KRAKOW KEYSTONE Project
Final Year MSc project 1
How large can we see ?
The focus of this work is on large scale strategy and long term thinking. A central piece of land has been left untouched due to its sensitive historical background. It now longs to be reintegrated into the city which has grown fragmented. This is how opportunities to help both the site and Krakow emerged from a brief initially about park intervention.
Wandering in and around the site, we were soon struck by a sense of unease. Partly because of its historical background of Nazi concentration camp, but also, in no small part, because of a spatial and functional disjointedness ranging from the site scale to the urban one.
Indeed, within a mile radius of the camp, we found a large array of typologies ranging from touristy historical center to derelict industrial land from the past century. The site was also located within yet another disorganized mixed used sprawl of suburban retail, service and housing.
The fragmentation of the city was confirmed in our research: the top left map shows how little coherence and cohesion was to be found around the site. The next logical step was to check if it had occurred to local authorities, and if so, what measures were taken to resolve the issue. Indeed the city was well aware of the situation and planned to remediate through urban regeneration. This was an ongoing strategy that, sadly, proved to have little success in binding and enhancing the south of Krakow, presumably because of the prioritization of economical ties. In 2013, though, Krakow’s council commissioned a strategic rethinking of the planning policies. Its aim was to help Krakow incorporate 6 of its townships showing the most potential, to help guide forthcoming changes in the urban fabric over the next half-century.
Too much information at a time leads to a proportional if not exponential increase in difficulty of the decision making process. The last map (bottom right) aims to compromise between the amount of information and its clarity. It represent something that matters to a strategic thinker: the city’s capacity to change.
Urban areas likely to change for the good of the city as a whole are marked as “soft urban tissue”.On the other hand, the places that seem less likely to change and already work well, are marked as “hard”.
After the analysis stage, it appeared that the strategic importance of the site was greater than its’ spatial attribute alone. This led to the restructuring of the project’s brief towards and urban scale approach.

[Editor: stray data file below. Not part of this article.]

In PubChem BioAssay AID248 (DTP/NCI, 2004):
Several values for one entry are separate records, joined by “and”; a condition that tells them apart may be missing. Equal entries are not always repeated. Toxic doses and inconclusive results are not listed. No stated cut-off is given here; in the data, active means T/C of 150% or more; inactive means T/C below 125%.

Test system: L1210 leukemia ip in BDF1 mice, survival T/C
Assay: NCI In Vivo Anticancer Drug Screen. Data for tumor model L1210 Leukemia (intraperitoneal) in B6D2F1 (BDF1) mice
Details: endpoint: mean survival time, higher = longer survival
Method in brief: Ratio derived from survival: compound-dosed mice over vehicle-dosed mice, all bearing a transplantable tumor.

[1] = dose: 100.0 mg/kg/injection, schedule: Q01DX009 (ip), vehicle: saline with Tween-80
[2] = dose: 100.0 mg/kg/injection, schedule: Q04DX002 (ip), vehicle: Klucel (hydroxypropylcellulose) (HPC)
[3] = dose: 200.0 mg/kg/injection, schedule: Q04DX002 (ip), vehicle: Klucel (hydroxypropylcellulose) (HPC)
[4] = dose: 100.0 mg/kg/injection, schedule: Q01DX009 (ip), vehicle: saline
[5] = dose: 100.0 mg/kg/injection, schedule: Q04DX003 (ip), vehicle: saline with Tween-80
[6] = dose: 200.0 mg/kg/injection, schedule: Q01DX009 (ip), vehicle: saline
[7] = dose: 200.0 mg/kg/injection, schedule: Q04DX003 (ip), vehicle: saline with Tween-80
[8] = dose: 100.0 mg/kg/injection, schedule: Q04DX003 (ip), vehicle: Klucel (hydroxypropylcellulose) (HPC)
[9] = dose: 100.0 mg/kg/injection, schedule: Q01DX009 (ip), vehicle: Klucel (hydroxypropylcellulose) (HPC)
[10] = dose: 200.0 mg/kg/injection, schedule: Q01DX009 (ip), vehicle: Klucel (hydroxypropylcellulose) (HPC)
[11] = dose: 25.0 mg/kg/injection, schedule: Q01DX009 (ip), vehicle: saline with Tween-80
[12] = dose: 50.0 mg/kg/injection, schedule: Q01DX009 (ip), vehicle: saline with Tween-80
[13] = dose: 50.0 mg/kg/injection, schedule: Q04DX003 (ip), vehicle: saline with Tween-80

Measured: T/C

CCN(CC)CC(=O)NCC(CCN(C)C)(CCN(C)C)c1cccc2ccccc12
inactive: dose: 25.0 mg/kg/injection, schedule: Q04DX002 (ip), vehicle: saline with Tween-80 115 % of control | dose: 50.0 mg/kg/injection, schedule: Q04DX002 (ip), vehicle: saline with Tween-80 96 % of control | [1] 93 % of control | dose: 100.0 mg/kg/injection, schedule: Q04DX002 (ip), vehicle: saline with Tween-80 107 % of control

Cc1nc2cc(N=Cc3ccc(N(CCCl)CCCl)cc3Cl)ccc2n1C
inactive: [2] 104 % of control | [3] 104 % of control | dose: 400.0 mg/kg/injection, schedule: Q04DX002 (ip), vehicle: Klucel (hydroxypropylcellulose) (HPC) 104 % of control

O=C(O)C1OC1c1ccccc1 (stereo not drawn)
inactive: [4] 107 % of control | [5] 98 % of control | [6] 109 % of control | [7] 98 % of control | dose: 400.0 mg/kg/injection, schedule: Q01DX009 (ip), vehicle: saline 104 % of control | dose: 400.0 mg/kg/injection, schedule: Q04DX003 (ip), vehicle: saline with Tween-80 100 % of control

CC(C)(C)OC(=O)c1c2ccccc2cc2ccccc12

The site is used as a Keystone to connect 3 major elements identified by the 2050 vision plan: The historical core and the 2 selected southern Townships.
The paths have been easily drafted through the abstract urban tissue, which could then in turn, easily be decompressed into the different layers it was build upon. That way, the path could then logically be refined at need, to relate to the existing and future urban features.
The detailing of the 3 connections created on the next page, established the south western one as having the most potential. With these foundations, the site’s masterplan could now be developed in coherence with it’s large scale and proximity to the city.
Eventually, the site’s very large scale forces a more focalized approach to enable design work. 3 Elements stood out and could be combined in a more consistent design:
• An abandoned quarry, which has already become a very valuable Eco-system with its own micro climate, favoring a strong myco-activity.
• A protected patch of land that bleeds out of the site, showing strategical potential.
• An abandoned Nazi camp, which has been whipped clear of any trace by the Nazi’s themselves, upon the arrival of the Russian forces.
The whole site’s charm came from the beauty of nature slowly covering human artifacts.
The quarry was already slowly starting to accumulate gravitational water at a lesser pace. The main design for this part was to increase it’s hydrology through alteration of its edge topography. A funnel effect is generated this way, bringing more water in and thus increasing mycological activity further more.
The protected patch was to be stretched out into an ecological corridor extending the site’s boundaries to reach another ecological reserve to the west. This enables the reshaping of its edges and the integration of residential developments.